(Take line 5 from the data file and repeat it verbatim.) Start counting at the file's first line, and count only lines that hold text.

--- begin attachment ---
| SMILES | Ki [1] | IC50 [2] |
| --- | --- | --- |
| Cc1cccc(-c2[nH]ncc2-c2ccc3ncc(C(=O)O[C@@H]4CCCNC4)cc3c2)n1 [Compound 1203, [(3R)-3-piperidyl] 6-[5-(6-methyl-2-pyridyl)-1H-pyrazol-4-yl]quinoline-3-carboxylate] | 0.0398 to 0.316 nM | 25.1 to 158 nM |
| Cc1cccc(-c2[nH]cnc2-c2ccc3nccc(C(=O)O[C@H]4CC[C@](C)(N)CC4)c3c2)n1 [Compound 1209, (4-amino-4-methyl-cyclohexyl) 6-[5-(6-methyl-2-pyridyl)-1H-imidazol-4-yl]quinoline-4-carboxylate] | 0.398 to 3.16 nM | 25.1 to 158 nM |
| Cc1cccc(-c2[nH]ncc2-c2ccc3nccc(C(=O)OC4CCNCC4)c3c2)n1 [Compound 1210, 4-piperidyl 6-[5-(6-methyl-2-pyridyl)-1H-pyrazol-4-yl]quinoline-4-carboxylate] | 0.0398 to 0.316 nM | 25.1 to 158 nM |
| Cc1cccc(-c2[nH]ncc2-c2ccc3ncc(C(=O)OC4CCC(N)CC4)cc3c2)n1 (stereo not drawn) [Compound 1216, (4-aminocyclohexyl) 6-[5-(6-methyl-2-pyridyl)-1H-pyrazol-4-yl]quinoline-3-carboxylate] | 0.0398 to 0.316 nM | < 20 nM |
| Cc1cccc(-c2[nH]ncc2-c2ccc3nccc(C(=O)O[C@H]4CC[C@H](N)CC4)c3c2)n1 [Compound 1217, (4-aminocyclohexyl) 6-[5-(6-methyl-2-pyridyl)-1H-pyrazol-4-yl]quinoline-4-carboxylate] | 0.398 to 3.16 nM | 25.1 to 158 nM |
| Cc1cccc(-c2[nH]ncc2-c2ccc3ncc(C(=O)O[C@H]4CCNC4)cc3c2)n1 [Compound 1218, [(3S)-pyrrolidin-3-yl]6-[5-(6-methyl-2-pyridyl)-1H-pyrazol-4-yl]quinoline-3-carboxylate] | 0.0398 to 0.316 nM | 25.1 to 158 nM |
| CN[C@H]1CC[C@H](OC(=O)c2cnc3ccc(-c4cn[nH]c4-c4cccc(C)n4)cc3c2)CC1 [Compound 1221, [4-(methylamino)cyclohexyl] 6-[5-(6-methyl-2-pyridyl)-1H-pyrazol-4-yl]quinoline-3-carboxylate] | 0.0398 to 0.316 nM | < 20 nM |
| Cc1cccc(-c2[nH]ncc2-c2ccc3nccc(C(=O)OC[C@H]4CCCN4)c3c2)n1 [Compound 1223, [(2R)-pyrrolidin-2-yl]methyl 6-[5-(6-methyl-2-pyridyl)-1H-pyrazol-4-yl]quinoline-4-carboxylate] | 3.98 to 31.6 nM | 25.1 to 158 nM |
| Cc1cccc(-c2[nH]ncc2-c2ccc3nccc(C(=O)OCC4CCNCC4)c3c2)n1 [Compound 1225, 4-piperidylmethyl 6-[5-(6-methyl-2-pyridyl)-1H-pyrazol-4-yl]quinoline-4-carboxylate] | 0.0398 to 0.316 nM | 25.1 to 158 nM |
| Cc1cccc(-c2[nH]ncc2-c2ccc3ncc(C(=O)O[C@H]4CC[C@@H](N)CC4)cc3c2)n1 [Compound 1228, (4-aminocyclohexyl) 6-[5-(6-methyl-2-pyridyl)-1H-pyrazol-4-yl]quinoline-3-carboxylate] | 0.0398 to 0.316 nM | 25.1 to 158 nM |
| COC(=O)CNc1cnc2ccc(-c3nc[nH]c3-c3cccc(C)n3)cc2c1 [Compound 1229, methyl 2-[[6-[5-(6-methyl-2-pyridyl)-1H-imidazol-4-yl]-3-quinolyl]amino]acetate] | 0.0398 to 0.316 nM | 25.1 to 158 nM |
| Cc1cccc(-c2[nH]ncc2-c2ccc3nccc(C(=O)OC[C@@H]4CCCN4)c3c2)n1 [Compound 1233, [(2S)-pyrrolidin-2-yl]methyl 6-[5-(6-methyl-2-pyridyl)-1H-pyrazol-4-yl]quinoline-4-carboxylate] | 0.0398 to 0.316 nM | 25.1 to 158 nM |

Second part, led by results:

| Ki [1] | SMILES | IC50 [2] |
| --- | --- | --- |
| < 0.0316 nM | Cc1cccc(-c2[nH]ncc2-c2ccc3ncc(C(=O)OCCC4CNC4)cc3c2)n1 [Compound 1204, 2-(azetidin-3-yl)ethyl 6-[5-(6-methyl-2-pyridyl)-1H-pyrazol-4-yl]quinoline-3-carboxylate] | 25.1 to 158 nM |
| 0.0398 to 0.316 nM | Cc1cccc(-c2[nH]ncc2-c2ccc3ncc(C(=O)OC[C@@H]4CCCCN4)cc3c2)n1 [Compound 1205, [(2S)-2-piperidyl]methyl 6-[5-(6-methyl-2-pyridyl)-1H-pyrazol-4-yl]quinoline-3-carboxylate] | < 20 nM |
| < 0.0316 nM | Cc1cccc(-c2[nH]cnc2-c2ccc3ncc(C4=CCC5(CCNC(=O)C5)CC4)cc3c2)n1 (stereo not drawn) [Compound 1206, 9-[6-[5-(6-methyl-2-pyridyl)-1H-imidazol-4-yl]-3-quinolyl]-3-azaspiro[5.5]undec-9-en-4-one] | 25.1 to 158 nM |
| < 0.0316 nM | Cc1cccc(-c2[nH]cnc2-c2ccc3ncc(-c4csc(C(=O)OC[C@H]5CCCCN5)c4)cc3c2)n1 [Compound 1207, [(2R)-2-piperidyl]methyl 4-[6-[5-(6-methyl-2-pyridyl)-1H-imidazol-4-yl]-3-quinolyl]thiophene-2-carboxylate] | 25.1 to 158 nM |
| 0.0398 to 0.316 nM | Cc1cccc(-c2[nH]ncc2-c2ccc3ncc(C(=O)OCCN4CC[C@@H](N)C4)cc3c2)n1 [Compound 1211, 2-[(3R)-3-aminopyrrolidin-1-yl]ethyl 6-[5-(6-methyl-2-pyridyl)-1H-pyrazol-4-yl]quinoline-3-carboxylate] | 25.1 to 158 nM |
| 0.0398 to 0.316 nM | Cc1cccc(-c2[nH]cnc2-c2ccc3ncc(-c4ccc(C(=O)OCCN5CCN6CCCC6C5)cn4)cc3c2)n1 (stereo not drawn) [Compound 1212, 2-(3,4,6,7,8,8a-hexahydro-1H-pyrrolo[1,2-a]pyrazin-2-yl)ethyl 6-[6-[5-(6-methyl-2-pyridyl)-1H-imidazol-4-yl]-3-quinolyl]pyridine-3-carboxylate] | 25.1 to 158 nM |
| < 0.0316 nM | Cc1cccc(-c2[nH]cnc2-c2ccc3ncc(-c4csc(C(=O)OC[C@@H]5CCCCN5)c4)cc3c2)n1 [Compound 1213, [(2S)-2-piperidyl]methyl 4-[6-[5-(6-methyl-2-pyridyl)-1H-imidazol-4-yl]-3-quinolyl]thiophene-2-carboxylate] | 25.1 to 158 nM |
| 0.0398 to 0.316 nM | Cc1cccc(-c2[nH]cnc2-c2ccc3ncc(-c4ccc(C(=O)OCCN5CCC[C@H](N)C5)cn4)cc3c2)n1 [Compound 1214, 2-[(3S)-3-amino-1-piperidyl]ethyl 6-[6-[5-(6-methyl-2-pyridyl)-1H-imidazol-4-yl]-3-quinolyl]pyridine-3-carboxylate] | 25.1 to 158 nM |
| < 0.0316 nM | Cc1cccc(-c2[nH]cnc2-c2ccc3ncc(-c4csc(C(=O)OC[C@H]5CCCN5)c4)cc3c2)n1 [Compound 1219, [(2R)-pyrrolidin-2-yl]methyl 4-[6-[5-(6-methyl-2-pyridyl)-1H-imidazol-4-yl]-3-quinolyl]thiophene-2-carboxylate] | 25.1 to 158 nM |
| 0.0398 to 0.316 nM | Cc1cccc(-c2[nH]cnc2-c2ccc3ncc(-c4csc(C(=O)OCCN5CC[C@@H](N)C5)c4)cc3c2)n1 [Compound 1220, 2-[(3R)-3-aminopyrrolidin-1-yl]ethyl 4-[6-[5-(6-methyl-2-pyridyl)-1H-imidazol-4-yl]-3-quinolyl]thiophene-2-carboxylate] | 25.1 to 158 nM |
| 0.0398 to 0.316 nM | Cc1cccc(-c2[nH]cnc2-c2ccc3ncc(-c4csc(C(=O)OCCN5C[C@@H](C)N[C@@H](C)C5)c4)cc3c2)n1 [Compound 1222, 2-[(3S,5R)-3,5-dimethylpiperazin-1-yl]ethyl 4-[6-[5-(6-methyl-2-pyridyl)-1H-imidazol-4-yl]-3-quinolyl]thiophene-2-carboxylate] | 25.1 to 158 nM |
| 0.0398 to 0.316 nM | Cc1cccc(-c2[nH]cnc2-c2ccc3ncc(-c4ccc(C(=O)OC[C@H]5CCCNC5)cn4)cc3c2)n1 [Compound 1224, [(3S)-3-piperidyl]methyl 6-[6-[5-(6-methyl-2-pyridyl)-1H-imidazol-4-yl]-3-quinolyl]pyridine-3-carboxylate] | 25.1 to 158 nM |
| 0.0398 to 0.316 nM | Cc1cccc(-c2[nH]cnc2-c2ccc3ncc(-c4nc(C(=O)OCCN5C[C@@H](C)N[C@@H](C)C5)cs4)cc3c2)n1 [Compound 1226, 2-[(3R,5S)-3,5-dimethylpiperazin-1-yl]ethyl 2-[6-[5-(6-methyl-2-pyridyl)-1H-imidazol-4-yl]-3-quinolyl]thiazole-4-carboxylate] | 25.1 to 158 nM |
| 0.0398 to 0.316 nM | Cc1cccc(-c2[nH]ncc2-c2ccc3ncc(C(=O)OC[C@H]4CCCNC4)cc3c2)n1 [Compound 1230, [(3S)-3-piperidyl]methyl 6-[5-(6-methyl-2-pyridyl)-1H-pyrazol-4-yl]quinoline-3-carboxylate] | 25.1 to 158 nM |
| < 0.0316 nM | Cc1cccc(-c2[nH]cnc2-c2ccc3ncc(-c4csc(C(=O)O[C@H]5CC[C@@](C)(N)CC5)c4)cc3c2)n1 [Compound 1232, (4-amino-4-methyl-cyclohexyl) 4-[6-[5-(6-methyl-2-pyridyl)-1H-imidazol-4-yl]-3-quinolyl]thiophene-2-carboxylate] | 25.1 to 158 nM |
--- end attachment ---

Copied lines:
| Cc1cccc(-c2[nH]ncc2-c2ccc3nccc(C(=O)OC4CCNCC4)c3c2)n1 [Compound 1210, 4-piperidyl 6-[5-(6-methyl-2-pyridyl)-1H-pyrazol-4-yl]quinoline-4-carboxylate] | 0.0398 to 0.316 nM | 25.1 to 158 nM |